How to stop loving a person

Returning to slightly denser psychological matters.

In last year’s article on professionals and laypersons, I already said that one of the main skills of a psychologist is the ability to doubt the “certainty.” For example, when the client is convinced that he does not exist in his life and will no longer have any meaning. This destructive belief, however real it may seem, is just a construction of the mind. Strong, deep doubt cuts the roots of destructive beliefs, freeing up space in the mind for alternative “slides” through which life is perceived.

In today’s article, I will reveal this practice a little deeper using the example of falling in love. I will tell you what beliefs she is commonly held on, and in what directions to orient the mind in order to explore her feelings more thoroughly.

I want to note right away that painful yearning for a beloved is usually called the word “love.” I’ll tell you a little about the difference between love and being in love. In the meantime, I will inform you in absentia that there is no need to get rid of love – this is a bright, not burdensome feeling inherent in a healthy relationship. Therefore, answering the question “how to stop loving,” I will speak about healing from falling in love – it brings you into a state close to drug withdrawal.

I have never met any specific working methods of such healing anywhere before. Almost all pop advice boils down to suggestions for distraction and switching. Switching attention, to my credit, works. But it is not easy to implement it, because the lover himself wants to be distracted, but he cannot – so obsession with the beloved absorbs that all other opportunities to occupy himself with at least something seem empty.

Everything is further complicated by such a feature of the mind, which prompts us to take the fragile content of our own psyche for a taste of external reality. As long as falling in love is perceived as a problem from the objective world, it becomes impossible to look towards its real subjective reasons. Therefore, they usually do not even admit that it is possible to directly influence their own feelings – they try to put pressure on their beloved, “improve” themselves, or give up – they say, what to do, if such an unfortunate fate – remains silently suffering. Perhaps it will pass by itself over time.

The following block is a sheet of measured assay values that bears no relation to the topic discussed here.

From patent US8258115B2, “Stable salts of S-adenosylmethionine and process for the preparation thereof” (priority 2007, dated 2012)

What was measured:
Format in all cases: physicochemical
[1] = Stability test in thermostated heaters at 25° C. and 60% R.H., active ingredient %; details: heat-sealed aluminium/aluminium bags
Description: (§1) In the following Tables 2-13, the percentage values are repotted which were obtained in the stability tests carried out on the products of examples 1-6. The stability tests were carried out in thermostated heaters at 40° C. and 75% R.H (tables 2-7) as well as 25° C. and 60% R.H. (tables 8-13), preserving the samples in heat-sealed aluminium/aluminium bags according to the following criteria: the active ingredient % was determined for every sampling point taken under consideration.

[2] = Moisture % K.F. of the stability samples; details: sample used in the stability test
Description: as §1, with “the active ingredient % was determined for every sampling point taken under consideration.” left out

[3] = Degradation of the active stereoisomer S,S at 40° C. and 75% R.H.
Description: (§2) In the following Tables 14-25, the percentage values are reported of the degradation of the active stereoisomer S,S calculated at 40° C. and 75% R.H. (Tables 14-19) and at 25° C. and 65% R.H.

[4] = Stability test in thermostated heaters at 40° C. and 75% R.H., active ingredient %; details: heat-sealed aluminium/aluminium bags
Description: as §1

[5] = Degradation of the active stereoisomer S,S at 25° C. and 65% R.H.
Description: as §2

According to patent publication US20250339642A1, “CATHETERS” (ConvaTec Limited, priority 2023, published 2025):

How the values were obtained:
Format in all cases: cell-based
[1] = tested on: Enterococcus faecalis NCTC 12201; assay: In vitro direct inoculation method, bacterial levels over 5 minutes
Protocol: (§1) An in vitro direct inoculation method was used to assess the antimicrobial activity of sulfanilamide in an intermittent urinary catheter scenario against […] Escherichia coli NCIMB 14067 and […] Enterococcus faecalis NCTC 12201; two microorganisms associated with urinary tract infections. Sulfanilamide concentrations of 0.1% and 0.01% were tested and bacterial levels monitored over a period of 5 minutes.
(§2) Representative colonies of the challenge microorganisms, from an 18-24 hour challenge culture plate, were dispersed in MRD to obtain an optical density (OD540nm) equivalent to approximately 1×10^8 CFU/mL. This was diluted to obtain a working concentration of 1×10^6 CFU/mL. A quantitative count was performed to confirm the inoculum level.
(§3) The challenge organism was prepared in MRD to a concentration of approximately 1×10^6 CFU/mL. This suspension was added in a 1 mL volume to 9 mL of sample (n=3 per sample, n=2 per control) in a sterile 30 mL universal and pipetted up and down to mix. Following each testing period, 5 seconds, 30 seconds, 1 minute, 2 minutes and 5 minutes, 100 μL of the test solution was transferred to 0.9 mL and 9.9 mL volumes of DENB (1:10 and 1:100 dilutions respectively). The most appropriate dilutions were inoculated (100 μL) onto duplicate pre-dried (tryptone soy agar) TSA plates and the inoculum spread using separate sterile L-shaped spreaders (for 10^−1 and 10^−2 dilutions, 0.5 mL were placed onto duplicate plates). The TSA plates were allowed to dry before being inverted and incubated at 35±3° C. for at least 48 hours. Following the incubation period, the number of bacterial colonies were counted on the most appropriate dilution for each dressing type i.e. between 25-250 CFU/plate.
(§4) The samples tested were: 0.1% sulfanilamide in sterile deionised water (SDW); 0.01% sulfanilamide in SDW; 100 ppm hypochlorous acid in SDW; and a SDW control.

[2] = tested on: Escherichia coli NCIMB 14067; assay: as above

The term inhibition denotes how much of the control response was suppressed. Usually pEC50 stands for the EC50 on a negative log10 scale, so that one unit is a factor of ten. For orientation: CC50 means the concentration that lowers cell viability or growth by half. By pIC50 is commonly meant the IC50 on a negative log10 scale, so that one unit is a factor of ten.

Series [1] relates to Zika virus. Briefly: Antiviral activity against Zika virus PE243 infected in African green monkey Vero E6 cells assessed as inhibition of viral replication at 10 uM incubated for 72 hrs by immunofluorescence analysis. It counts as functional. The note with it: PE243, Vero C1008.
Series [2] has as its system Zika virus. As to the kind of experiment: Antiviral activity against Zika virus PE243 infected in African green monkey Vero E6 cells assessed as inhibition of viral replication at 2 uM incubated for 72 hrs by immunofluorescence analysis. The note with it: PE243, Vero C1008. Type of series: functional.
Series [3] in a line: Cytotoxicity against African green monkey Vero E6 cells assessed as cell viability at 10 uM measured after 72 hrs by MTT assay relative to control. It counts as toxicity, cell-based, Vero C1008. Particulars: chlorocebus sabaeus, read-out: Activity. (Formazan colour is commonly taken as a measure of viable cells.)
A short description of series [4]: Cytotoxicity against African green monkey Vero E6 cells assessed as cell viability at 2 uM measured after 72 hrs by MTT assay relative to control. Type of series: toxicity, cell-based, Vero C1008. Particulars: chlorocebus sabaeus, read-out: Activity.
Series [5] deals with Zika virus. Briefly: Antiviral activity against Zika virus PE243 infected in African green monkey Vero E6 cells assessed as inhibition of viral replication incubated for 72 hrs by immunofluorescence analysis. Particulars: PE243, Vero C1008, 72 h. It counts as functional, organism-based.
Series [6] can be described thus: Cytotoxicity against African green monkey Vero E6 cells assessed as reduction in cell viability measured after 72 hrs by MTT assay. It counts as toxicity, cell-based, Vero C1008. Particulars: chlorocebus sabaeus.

Over time, of course, the space of the mind is filled with additional meanings and falling in love with torment gradually loses its power. But such a switch to normal existence can last for many months. And this will not be a cure for the disease, but only the lulling of its symptoms, which, under certain circumstances, can awaken with renewed vigor – and the languor will continue.

Psychotherapy is initially based on the premise that emotions and feelings can be explored and corrected. That is, from falling in love, you can be treated. Of course, there are no guarantees here – this is not an exact science, but there is always a chance for success. It is quite possible to deliberately stop loving a person when you know how falling in love works. She is based on self-deception, therefore, in order to stop loving, you do not need to instill in yourself any nasty things about your beloved, it is enough to get rid of the lie.

Here I will talk about what I managed to find in the course of my personal practice with clients. But I will speak with confidence, because there are good practical indicators – lovers, who were truly interested in getting rid of their torments, following these recommendations, were healed.

The holy feelings of lovers

enamored A lover for a lover is a special, exceptional person. This irrational conviction prompts the lover to believe that there is some special sacred bond between them, as if they are destined to be together, as if they were two halves.

Therefore, the lover amuses himself with unfounded hope, bordering on the conviction that the beloved actually feels about the same, he just has not yet understood this himself, and is capricious.

It seems to the lover that the joy of their “love” is so obvious, simple and beautiful that it becomes completely incomprehensible to him why the beloved still resists and does not love in return.

During periods when the lover believes that he is still mutually loved, it seems to him that he and his beloved have already united somewhere on the subtle plane, and soon their merger will materialize.

Reveling in the joy of the upcoming rapprochement, the unrequited lover does not realize that this is supposedly a common space with his beloved – he also created a swollen fantasy from scratch, where no one else has access.

Doubts about these “sacred” hallucinations at first seem blasphemous, so it is sometimes difficult for a lover to even imagine that a beloved is sincerely indifferent to him and may not distinguish from other people from his environment.